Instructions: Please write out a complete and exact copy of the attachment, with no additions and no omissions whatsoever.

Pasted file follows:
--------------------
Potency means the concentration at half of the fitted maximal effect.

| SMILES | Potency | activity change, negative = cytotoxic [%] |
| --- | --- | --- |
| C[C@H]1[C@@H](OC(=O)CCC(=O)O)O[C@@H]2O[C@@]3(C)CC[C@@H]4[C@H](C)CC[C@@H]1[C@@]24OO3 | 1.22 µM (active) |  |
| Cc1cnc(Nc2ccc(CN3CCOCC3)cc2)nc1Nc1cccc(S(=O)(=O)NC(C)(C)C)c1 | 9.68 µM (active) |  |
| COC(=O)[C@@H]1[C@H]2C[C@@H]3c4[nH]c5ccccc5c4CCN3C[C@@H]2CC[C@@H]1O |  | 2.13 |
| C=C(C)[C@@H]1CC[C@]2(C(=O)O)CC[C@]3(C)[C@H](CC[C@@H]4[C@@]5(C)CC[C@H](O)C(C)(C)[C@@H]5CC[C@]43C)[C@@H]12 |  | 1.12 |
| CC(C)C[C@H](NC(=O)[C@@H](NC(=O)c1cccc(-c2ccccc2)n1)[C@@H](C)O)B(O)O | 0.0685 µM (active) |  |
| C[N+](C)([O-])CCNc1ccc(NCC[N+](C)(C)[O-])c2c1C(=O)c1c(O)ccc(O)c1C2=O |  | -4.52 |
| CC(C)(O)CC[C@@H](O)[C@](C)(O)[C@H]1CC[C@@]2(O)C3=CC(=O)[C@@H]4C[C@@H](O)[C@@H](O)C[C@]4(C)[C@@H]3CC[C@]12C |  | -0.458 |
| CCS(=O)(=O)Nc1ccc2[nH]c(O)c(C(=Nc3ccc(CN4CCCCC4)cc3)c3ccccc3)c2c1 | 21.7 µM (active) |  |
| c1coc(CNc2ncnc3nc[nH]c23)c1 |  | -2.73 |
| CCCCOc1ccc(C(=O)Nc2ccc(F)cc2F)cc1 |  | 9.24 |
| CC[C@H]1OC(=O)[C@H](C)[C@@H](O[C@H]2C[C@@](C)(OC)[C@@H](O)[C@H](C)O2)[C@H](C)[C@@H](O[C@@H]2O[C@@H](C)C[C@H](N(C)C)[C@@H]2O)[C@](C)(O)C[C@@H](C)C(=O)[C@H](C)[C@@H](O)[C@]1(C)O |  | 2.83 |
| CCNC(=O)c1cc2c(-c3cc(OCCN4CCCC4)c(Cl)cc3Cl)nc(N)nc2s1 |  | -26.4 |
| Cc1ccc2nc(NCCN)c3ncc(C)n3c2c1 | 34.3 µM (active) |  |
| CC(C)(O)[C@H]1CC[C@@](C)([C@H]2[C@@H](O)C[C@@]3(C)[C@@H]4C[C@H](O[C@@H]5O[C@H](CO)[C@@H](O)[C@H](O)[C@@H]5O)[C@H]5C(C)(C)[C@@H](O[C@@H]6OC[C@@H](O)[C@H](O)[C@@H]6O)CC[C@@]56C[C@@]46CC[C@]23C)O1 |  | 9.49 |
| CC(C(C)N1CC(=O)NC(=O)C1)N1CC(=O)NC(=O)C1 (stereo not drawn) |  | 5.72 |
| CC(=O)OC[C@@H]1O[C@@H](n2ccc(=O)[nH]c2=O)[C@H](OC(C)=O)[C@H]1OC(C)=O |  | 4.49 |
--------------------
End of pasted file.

Potency means the concentration at half of the fitted maximal effect.

| SMILES | Potency | activity change, negative = cytotoxic [%] |
| --- | --- | --- |
| C[C@H]1[C@@H](OC(=O)CCC(=O)O)O[C@@H]2O[C@@]3(C)CC[C@@H]4[C@H](C)CC[C@@H]1[C@@]24OO3 | 1.22 µM (active) |  |
| Cc1cnc(Nc2ccc(CN3CCOCC3)cc2)nc1Nc1cccc(S(=O)(=O)NC(C)(C)C)c1 | 9.68 µM (active) |  |
| COC(=O)[C@@H]1[C@H]2C[C@@H]3c4[nH]c5ccccc5c4CCN3C[C@@H]2CC[C@@H]1O |  | 2.13 |
| C=C(C)[C@@H]1CC[C@]2(C(=O)O)CC[C@]3(C)[C@H](CC[C@@H]4[C@@]5(C)CC[C@H](O)C(C)(C)[C@@H]5CC[C@]43C)[C@@H]12 |  | 1.12 |
| CC(C)C[C@H](NC(=O)[C@@H](NC(=O)c1cccc(-c2ccccc2)n1)[C@@H](C)O)B(O)O | 0.0685 µM (active) |  |
| C[N+](C)([O-])CCNc1ccc(NCC[N+](C)(C)[O-])c2c1C(=O)c1c(O)ccc(O)c1C2=O |  | -4.52 |
| CC(C)(O)CC[C@@H](O)[C@](C)(O)[C@H]1CC[C@@]2(O)C3=CC(=O)[C@@H]4C[C@@H](O)[C@@H](O)C[C@]4(C)[C@@H]3CC[C@]12C |  | -0.458 |
| CCS(=O)(=O)Nc1ccc2[nH]c(O)c(C(=Nc3ccc(CN4CCCCC4)cc3)c3ccccc3)c2c1 | 21.7 µM (active) |  |
| c1coc(CNc2ncnc3nc[nH]c23)c1 |  | -2.73 |
| CCCCOc1ccc(C(=O)Nc2ccc(F)cc2F)cc1 |  | 9.24 |
| CC[C@H]1OC(=O)[C@H](C)[C@@H](O[C@H]2C[C@@](C)(OC)[C@@H](O)[C@H](C)O2)[C@H](C)[C@@H](O[C@@H]2O[C@@H](C)C[C@H](N(C)C)[C@@H]2O)[C@](C)(O)C[C@@H](C)C(=O)[C@H](C)[C@@H](O)[C@]1(C)O |  | 2.83 |
| CCNC(=O)c1cc2c(-c3cc(OCCN4CCCC4)c(Cl)cc3Cl)nc(N)nc2s1 |  | -26.4 |
| Cc1ccc2nc(NCCN)c3ncc(C)n3c2c1 | 34.3 µM (active) |  |
| CC(C)(O)[C@H]1CC[C@@](C)([C@H]2[C@@H](O)C[C@@]3(C)[C@@H]4C[C@H](O[C@@H]5O[C@H](CO)[C@@H](O)[C@H](O)[C@@H]5O)[C@H]5C(C)(C)[C@@H](O[C@@H]6OC[C@@H](O)[C@H](O)[C@@H]6O)CC[C@@]56C[C@@]46CC[C@]23C)O1 |  | 9.49 |
| CC(C(C)N1CC(=O)NC(=O)C1)N1CC(=O)NC(=O)C1 (stereo not drawn) |  | 5.72 |
| CC(=O)OC[C@@H]1O[C@@H](n2ccc(=O)[nH]c2=O)[C@H](OC(C)=O)[C@H]1OC(C)=O |  | 4.49 |